By Benjamin Franklin Martin
For five decades through many books, Theodore Ziolkowski has pursued the ambiguities of western intellectual history from the ancient world to the present. In Lure of the Arcane, he examines the “conspiracy phenomenon,” which he facetiously dates from the account of Adam, Eve, and the Serpent. Following the loss of Paradise, contemporaries blamed the decline of Athenian democracy and then the Roman Empire on mystery cults, the Thirty Years’ War on the Rosicrucians, the French Revolution on the Freemasons, the revolutions of 1848 on Romantic Socialism, the collapse of traditional morality on Satanism, and the Russian Revolution and Great Depression on a Jewish plot for world domination. His approach is to analyze the “fiction of cults and conspiracies,” the expression of what he calls “a basic human impulse to enjoy secrets” and of the desire to “make sense of a world grown incomprehensibly chaotic.”
Ziolkowski begins with the quest for special communion and higher knowledge: the cults from Greece and Rome, Dionysus and Isis, portrayed, respectively, by Euripides in The Bacchae (406-05 BCE) and Apuleius in The Golden Ass (c. 160 BCE), then accounts of the medieval Knights Templar and the legend of the Holy Grail. He turns next to the fascination with secret societies and their presumed conspiracies, the Rosicrucians, the Freemasons, and the Illuminati, analyzing Wolfgang Amadeus Mozart’s The Magic Flute (1791), Friedrich Schiller’s The Ghost-Seer (1789), and Johann Wolfgang Goethe’s Wilhelm Meister’s Apprenticeship (1795-96).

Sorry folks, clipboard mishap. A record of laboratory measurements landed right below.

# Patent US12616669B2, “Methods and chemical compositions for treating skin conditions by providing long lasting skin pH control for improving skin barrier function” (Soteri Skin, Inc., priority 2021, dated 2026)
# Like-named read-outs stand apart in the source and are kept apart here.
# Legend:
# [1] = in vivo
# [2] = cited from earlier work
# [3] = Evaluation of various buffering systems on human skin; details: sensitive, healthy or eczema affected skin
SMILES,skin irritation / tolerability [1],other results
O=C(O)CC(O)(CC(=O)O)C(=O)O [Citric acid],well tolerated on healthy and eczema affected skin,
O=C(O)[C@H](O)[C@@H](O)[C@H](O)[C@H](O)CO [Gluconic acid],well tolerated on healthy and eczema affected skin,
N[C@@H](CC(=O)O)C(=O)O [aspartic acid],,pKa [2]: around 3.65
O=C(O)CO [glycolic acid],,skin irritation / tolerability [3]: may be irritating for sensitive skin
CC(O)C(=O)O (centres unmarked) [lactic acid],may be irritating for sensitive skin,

For the early nineteenth century, Ziolkowski treats Romantic Socialism’s search for “an organically unified society motivated by pristine Christian values,” as described in George Sand’s The Countess of Rudolstadt (1843-44), Edward Bulwer-Lytton’s Zanoni (1842), and Eugène Sue’s The Wandering Jew (1844-45), which he calls the “direct predecessor of many conspiracy thrillers.” For the resurgence of the occult and magic that marked the end of the nineteenth century and the beginning of the twentieth, he chooses J.-K. Huysman’s The Damned (1891), André Gide’s The Vatican Cellars (1914), Thornton Wilder’s The Cabala (1926), and Hermann Hesse’s Demian (1919) and The Glass Bead Game (1943). Concurrently, the fear of conspiracy found perhaps its perfect illustration through an infamous fraud, the Protocols of the Elders of Zion, which appeared first in Russia (1903) and then spread in many languages after its transmission to western Europe by White Russian refugees after 1920.
Ziolkowski concludes with Umberto Eco’s Foucault’s Pendulum (1988), which he argues recapitulates in fictional form the history he has just recounted. He adds a warning that cults and conspiracies flourish in “periods of religious-intellectual, social-political disenchantment”—thus the explanation for such books and theories today.
Benjamin Franklin Martin (ΦΒΚ, Davidson College, 1969) is the Price Professor of History at Louisiana State University and a resident member of the Beta of Louisiana Chapter of Phi Beta Kappa.